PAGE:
After a 1 year hiatus where the bus was off the road due to not passing mechanical and safety inspections, the community of Powell River has banned together to put the bus back on the road this past fall 2013. The ORCA Bus is once again offering the integral programming for children 0-6 that the community had become so accustomed to. Through the generous donations from community members, local businesses and organizations and a grant through our local community forest foundation we were able to retrofit a donated decommissioned school bus. As of September 2013 the bus was back on the road providing programming for children 0-6 throughout the community. The bus is currently on the road offering free programming 4 days a week. Our goal is to continue to build relationships and partner with diverse organizations and businesses within the community to increase programming and community access to the bus. We want to increase programming and offer a wider range of child development activities aboard the bus.

Powell Street Festival Society


Salmon is the unifying symbol for Fish Stix. Salmon drew Japanese people to Canada in the early 1900s and helped form a distinct Japanese Canadian culture. Five taiko groups will each create new 5-8 minute pieces based on aspects of salmon history and culture to develop a collaborative, multidisciplinary performance piece for the 2014 PSF. These pieces will be unified through percussion, spoken word, song, masks and movement performed by taiko players and guest artists and will include processions of colourful visual elements created by local Downtown Eastside (DTES) residents, community volunteers and children. This project arose from recent taiko group collaborations and a desire to more fully explore the sense of community and shared history. It also stems from PSFS' ongoing outreach to DTES community members through free artistic programs. As a non-traditional approach to taiko composition, the project will provide a catalyst for growth within the Vancouver taiko community, and will provide community participants with an opportunity to more fully participate at the Festival.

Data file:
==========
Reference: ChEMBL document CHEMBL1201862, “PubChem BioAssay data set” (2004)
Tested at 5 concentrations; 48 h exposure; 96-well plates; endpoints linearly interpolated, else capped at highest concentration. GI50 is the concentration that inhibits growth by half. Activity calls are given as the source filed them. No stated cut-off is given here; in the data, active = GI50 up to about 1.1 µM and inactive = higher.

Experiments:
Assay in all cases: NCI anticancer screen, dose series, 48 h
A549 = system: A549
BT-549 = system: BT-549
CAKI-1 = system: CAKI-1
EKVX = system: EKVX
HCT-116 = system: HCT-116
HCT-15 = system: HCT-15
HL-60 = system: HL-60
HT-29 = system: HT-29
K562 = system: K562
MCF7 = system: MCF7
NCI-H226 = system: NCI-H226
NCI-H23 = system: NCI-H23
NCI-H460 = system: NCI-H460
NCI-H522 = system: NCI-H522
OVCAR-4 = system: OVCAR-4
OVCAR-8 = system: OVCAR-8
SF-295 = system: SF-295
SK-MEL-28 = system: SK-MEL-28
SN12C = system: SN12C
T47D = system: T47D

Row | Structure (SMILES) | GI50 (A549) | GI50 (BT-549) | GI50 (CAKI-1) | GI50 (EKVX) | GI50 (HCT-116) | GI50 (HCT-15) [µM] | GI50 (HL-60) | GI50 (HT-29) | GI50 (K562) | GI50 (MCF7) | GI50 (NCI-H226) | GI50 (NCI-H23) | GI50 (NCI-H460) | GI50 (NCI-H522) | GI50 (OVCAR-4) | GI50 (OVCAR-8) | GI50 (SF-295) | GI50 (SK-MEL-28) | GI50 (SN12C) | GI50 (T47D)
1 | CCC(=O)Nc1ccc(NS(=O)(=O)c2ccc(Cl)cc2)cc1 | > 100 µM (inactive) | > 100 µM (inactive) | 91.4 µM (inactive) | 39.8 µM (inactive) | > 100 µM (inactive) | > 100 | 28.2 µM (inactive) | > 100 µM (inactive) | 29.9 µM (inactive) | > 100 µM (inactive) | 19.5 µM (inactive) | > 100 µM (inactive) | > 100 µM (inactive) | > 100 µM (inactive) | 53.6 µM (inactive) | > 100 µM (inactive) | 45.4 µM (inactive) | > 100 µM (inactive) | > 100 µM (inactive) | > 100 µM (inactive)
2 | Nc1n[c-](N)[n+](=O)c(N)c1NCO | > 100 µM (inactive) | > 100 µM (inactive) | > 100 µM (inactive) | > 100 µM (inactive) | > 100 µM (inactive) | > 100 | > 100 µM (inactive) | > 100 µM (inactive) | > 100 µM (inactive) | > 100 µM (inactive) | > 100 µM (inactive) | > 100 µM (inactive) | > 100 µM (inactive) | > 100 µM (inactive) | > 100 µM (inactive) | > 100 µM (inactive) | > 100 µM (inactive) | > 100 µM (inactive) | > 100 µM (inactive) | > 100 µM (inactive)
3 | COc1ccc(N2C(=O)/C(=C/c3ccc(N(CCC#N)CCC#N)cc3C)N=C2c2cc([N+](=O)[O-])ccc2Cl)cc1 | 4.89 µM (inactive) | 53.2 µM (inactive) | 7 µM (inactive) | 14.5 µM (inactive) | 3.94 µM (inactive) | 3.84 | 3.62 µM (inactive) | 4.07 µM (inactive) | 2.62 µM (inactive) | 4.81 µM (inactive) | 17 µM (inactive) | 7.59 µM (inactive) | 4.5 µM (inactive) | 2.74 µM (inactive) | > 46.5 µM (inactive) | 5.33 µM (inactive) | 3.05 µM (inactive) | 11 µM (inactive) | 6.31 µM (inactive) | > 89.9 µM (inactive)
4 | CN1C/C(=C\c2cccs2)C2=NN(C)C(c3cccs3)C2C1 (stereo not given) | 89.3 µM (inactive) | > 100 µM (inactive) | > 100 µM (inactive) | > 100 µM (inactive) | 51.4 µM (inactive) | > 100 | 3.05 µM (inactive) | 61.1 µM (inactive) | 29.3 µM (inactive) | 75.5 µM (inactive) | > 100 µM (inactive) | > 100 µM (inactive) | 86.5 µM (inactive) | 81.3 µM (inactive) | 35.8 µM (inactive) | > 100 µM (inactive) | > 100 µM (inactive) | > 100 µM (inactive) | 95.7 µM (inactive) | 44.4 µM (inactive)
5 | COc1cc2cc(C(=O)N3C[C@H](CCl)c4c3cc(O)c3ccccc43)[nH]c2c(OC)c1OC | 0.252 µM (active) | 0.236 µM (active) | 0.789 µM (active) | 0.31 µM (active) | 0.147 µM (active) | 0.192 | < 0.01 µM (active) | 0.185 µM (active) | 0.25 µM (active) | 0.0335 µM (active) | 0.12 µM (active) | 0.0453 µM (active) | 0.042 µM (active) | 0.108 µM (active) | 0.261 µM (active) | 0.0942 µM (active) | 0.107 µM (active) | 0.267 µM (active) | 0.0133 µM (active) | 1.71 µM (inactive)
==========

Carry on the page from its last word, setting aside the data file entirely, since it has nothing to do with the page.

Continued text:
Providing Advocacy Counselling & Education Society

Sex Worker Peer Health Navigator Project